From NOT A LOT OF PEOPLE KNOW THAT
By Paul Homewood
Sky News have fallen for the old battery storage trick again!
Sky News has been given exclusive access to Europe’s biggest transmission grid-linked battery which takes in the uneven power from wind turbines and smoothing it out for local homes and businesses.
It looks like a self-storage park: rows of shipping containers in a patch of Merseyside waste ground. But appearances can be deceptive as this is the first step in saving billions of pounds off bills and millions of tonnes of carbon. It’s a mega-battery.
Let’s take a step back. One of the great advantages of fossil fuels, and one we take largely for granted, is they are so easy to store. Piles of coal, drums of oil, tanks of gas. They just sit there waiting for a deliberate spark.
Renewables are different: you can’t hold the wind or bottle the sun. As the proportion of green power on our grid grows so does this inconvenient truth.
The variable and uncontrollable nature of solar and wind is not a new discovery, but it is only now that we are coming close to an affordable solution: massive banks of lithium-ion batteries similar to those in a laptop, phone and only affordable now thanks to their use in electric cars.
Sky News has been given exclusive access to Europe’s biggest transmission grid-linked battery just after switch-on. It covers an area of around two football pitches in nearly one hundred containers and can store as much electricity as 1,500 electric cars, taking in the uneven power from wind turbines and smoothing it out for local homes and businesses. If you didn’t do this, lights would dim, or wires could melt. Most of that job today is done by either firing up mini generators – so called gas-peakers – to fill the power troughs or turning turbines off to prevent surges.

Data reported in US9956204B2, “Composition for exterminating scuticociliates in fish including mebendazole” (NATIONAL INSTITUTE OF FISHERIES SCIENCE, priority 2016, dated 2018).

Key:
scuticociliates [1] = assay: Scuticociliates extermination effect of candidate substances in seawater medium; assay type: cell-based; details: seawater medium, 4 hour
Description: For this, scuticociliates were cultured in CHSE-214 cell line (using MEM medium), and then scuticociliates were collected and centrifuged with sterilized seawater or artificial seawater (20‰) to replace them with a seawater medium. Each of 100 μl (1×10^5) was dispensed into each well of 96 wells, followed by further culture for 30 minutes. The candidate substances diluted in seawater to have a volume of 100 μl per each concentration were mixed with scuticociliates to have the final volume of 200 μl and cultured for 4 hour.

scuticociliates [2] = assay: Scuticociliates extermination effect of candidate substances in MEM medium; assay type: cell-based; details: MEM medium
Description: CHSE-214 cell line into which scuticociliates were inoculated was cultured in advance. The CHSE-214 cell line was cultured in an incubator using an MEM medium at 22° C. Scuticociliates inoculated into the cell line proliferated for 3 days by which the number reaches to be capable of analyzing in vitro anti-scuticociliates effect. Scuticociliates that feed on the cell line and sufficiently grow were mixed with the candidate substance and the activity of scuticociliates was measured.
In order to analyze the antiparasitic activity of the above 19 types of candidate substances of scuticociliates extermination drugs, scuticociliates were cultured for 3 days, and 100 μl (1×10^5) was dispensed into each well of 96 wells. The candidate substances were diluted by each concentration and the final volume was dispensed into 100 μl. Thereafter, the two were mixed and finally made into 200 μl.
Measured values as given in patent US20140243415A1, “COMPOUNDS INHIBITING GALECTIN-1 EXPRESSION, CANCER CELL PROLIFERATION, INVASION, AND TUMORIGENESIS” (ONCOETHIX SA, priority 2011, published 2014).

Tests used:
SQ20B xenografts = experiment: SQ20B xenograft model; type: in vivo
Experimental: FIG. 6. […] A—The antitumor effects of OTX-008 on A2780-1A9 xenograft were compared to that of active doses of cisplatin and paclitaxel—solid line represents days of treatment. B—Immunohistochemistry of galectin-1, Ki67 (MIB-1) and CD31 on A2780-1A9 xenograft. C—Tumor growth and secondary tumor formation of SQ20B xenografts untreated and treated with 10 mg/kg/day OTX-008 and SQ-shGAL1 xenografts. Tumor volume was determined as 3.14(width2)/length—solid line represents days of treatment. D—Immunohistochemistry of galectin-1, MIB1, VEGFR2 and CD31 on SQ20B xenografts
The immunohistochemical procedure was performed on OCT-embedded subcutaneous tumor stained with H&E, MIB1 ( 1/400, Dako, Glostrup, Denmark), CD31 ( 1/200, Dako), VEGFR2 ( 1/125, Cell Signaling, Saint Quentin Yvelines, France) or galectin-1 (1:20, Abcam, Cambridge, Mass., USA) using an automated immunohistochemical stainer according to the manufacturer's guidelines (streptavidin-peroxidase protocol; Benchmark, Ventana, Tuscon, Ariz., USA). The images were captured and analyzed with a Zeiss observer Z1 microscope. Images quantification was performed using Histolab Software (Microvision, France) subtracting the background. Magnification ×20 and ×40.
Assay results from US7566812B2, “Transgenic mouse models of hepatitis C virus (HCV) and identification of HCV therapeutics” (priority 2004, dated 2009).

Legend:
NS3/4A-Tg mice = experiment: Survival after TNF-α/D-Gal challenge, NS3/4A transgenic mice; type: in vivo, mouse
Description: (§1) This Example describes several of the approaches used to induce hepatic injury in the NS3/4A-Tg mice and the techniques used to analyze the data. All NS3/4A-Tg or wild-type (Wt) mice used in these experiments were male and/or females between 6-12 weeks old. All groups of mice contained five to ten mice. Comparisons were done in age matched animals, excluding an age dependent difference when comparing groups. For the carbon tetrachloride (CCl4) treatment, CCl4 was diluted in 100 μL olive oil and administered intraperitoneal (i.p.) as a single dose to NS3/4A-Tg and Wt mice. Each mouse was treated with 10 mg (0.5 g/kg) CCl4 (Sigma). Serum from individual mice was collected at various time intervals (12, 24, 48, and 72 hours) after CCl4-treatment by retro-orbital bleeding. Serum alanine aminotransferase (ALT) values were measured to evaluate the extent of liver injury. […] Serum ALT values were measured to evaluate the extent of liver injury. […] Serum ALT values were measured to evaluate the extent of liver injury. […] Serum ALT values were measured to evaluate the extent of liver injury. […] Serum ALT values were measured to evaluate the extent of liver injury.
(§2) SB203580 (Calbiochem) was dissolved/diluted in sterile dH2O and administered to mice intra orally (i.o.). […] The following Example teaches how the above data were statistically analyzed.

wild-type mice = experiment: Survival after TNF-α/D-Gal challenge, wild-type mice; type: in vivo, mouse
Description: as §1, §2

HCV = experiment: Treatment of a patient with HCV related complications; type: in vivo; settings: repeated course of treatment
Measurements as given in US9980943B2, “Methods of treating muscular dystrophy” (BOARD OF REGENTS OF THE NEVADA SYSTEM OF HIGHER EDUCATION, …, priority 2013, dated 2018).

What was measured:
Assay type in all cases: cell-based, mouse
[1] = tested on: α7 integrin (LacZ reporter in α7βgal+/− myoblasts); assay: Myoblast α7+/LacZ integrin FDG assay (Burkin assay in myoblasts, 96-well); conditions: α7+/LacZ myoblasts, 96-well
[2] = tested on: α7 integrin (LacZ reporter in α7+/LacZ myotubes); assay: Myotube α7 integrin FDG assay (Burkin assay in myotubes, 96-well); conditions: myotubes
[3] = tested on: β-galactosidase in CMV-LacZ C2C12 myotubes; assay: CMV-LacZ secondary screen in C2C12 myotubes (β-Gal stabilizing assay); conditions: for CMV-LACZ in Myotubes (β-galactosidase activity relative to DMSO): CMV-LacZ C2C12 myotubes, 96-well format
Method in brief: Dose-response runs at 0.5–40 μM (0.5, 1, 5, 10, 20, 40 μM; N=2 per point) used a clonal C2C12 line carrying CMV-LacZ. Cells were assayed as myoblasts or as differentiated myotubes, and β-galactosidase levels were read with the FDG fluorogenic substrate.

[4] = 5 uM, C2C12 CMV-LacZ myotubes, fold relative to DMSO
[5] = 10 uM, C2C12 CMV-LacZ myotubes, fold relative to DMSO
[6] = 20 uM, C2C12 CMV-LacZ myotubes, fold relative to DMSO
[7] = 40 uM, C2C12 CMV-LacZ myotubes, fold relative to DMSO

James Basden, co-founder and director of Zenobe, says their batteries will cut carbon emissions.
“Battery storage sites like this are enabling more wind power to come on, but also it’s shutting down the gas generators that are currently operating and as a result we save huge amounts of CO2.”
Image: Zenobe’s grid-linked battery
But they should also cut bills too. When wind farms must turn off, they are paid to do this, paid to not generate. This is known as “curtailment” and the total cost is over half a billion pounds per year and rising as we have more renewables in the energy mix.
Zenobe and other big battery developers say if we can store it, we can use it and not pay to waste it.
“This is pushing power back onto the grid in a very consistent and predictable way… So sites like this are going to reduce the amount of curtailment. This site itself will save somewhere between 50 and £100m to consumers over the next 15 years.”
The claims are absurd and this battery park will make next to no difference to how the grid operates, but will earn plenty of money paid out of our energy bills.
For a start, it will not stop curtailment of wind power, as claimed, as this is always due to lack of transmission capacity, not excess supply.
But more importantly, the amount of energy it can store is infinitesimally small. They mention the equivalent of 1500 electric cars; at, say, 50 KWh each, that works out at 75 MWh.
On a typical winter day, the UK consumes about 1 TWh, which equal 1 MILLION MWh. And that equals 694 MWh per minute.
So Liverpool’s new battery would be able to keep us going for about 7 seconds!
Somehow I don’t think this battery park, or a thousand of them, will be of much help when the wind stops blowing.
Look at it another way.
A 1000 MW offshore wind farm would typically produce about 9600 MWh a day. If every wind farm was obliged to provide and pay for enough battery storage to cover two weeks of no output, it would need 134,400 MWh – or 1792 Liverpool battery parks.
So what is this battery park for?
The most it can do is to provide a tiny amount of help in managing frequency fluctuations, for which the National Grid will pay handsomely. In the past this would not have been necessary, because of the inertia provided by spinning generators.
But the main business case is to buy power in when it is cheap, and sell it when it is dear.
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